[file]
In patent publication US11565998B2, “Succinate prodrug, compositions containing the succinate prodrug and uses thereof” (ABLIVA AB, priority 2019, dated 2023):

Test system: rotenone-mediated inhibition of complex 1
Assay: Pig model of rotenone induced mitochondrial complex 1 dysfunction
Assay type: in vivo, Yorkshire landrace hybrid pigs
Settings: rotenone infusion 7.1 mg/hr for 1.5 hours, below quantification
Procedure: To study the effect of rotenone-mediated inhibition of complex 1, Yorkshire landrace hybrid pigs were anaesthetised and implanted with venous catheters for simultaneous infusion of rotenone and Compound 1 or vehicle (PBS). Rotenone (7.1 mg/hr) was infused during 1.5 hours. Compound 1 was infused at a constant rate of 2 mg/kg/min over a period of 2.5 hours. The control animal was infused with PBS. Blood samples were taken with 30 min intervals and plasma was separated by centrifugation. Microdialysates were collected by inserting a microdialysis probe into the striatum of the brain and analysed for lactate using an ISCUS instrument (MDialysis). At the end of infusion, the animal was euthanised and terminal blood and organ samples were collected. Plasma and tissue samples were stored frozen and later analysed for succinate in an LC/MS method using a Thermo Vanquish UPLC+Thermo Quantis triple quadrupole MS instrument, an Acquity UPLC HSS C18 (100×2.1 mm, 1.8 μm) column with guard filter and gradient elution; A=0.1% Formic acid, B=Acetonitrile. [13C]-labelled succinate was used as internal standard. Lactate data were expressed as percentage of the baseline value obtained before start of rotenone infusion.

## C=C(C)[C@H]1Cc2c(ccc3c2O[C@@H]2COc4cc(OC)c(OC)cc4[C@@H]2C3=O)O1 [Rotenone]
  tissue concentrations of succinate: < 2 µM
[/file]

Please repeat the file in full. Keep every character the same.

In patent publication US11565998B2, “Succinate prodrug, compositions containing the succinate prodrug and uses thereof” (ABLIVA AB, priority 2019, dated 2023):

Test system: rotenone-mediated inhibition of complex 1
Assay: Pig model of rotenone induced mitochondrial complex 1 dysfunction
Assay type: in vivo, Yorkshire landrace hybrid pigs
Settings: rotenone infusion 7.1 mg/hr for 1.5 hours, below quantification
Procedure: To study the effect of rotenone-mediated inhibition of complex 1, Yorkshire landrace hybrid pigs were anaesthetised and implanted with venous catheters for simultaneous infusion of rotenone and Compound 1 or vehicle (PBS). Rotenone (7.1 mg/hr) was infused during 1.5 hours. Compound 1 was infused at a constant rate of 2 mg/kg/min over a period of 2.5 hours. The control animal was infused with PBS. Blood samples were taken with 30 min intervals and plasma was separated by centrifugation. Microdialysates were collected by inserting a microdialysis probe into the striatum of the brain and analysed for lactate using an ISCUS instrument (MDialysis). At the end of infusion, the animal was euthanised and terminal blood and organ samples were collected. Plasma and tissue samples were stored frozen and later analysed for succinate in an LC/MS method using a Thermo Vanquish UPLC+Thermo Quantis triple quadrupole MS instrument, an Acquity UPLC HSS C18 (100×2.1 mm, 1.8 μm) column with guard filter and gradient elution; A=0.1% Formic acid, B=Acetonitrile. [13C]-labelled succinate was used as internal standard. Lactate data were expressed as percentage of the baseline value obtained before start of rotenone infusion.

## C=C(C)[C@H]1Cc2c(ccc3c2O[C@@H]2COc4cc(OC)c(OC)cc4[C@@H]2C3=O)O1 [Rotenone]
  tissue concentrations of succinate: < 2 µM